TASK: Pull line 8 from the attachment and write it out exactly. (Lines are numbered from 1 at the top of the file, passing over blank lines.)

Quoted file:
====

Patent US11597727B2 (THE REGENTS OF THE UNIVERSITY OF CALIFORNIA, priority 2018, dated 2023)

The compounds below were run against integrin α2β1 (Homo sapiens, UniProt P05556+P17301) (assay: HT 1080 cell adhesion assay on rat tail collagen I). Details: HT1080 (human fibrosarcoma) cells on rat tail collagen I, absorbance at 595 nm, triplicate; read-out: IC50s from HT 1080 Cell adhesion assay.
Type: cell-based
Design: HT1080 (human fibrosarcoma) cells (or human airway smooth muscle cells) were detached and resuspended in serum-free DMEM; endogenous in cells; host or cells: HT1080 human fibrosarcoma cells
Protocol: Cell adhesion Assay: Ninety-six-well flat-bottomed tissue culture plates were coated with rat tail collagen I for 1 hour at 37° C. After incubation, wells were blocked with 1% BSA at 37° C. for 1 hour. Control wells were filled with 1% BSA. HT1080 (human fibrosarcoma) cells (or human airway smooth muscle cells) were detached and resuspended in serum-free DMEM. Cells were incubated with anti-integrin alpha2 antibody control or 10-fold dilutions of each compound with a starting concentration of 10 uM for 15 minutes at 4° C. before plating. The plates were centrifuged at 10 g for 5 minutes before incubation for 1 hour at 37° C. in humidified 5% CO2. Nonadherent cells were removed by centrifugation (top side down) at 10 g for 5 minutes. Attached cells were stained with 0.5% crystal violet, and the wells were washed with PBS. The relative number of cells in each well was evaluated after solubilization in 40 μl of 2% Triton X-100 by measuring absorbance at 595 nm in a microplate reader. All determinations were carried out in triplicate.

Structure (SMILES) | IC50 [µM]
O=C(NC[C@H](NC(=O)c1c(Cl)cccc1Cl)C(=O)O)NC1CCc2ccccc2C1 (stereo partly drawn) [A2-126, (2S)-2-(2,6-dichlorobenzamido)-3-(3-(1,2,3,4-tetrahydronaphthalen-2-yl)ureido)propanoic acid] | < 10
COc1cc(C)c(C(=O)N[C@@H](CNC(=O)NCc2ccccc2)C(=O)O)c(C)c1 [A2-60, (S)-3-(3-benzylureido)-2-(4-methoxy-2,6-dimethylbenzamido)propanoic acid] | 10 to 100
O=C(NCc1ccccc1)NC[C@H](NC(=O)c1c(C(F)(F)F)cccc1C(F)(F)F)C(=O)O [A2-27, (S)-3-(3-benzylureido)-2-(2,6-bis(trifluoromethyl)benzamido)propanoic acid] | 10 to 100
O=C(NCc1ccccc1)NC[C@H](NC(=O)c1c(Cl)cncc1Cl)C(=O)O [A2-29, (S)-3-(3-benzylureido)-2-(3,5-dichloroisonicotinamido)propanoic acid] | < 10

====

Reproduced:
COc1cc(C)c(C(=O)N[C@@H](CNC(=O)NCc2ccccc2)C(=O)O)c(C)c1 [A2-60, (S)-3-(3-benzylureido)-2-(4-methoxy-2,6-dimethylbenzamido)propanoic acid] | 10 to 100